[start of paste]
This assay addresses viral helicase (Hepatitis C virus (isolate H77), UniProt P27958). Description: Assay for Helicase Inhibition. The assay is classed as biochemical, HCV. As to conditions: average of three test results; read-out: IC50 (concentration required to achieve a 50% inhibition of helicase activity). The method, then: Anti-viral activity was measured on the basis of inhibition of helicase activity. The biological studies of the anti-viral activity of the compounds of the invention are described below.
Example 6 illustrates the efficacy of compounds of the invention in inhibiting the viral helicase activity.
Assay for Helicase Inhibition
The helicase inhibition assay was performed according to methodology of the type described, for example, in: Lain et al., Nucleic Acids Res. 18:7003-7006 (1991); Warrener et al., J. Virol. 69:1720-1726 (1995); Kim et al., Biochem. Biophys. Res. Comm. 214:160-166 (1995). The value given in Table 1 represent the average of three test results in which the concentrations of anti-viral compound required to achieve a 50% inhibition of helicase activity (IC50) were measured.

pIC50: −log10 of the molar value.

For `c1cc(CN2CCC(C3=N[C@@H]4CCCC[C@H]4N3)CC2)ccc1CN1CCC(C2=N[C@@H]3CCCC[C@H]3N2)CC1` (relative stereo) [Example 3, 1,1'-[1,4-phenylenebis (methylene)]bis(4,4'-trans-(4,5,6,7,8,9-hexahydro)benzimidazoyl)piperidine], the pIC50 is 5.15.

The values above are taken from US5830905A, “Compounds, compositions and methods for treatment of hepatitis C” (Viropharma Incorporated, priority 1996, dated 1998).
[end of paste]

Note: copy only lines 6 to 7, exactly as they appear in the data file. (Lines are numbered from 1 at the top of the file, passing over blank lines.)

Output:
For `c1cc(CN2CCC(C3=N[C@@H]4CCCC[C@H]4N3)CC2)ccc1CN1CCC(C2=N[C@@H]3CCCC[C@H]3N2)CC1` (relative stereo) [Example 3, 1,1'-[1,4-phenylenebis (methylene)]bis(4,4'-trans-(4,5,6,7,8,9-hexahydro)benzimidazoyl)piperidine], the pIC50 is 5.15.

The values above are taken from US5830905A, “Compounds, compositions and methods for treatment of hepatitis C” (Viropharma Incorporated, priority 1996, dated 1998).